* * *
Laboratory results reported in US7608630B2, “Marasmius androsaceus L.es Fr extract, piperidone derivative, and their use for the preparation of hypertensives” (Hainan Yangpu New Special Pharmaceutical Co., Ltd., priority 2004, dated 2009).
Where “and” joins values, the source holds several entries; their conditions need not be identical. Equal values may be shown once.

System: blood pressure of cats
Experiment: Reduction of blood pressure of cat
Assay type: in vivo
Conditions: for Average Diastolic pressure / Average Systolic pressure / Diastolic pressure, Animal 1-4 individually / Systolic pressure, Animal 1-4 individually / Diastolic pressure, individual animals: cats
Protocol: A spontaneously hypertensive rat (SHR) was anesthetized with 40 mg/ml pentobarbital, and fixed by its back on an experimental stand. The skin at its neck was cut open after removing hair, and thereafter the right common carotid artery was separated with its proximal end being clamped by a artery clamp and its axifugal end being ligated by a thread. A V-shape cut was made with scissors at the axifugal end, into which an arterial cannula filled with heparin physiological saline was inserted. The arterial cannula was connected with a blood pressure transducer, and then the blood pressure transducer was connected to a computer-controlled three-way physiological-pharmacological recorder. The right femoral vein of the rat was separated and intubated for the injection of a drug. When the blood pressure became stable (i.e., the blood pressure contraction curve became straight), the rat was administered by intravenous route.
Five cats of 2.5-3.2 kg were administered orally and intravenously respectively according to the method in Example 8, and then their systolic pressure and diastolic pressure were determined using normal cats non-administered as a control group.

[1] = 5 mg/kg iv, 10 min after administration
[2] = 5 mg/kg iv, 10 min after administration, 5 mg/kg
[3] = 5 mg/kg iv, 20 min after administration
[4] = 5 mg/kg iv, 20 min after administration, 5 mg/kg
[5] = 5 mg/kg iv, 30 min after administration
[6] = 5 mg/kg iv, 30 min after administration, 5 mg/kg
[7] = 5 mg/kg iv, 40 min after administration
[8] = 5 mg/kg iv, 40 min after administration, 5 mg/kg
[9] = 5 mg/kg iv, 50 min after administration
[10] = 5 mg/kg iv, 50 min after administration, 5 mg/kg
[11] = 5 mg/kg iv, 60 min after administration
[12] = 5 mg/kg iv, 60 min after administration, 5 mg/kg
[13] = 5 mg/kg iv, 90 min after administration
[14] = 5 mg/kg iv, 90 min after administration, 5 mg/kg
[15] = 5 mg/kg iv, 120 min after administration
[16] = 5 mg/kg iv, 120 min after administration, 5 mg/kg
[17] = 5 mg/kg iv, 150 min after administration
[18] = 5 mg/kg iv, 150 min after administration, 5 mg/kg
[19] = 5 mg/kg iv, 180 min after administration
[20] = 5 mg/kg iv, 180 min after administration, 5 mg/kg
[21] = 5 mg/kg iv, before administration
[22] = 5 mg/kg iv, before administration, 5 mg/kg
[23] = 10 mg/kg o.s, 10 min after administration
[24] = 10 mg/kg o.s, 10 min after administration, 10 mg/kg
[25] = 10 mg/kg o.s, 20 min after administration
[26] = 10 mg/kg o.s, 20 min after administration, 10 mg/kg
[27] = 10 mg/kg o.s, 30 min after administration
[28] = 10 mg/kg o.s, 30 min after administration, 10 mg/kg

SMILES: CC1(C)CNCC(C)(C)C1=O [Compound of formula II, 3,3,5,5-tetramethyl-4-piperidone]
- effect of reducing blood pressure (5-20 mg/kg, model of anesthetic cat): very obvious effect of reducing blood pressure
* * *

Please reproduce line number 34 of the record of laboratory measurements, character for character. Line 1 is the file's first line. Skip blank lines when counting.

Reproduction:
[26] = 10 mg/kg o.s, 20 min after administration, 10 mg/kg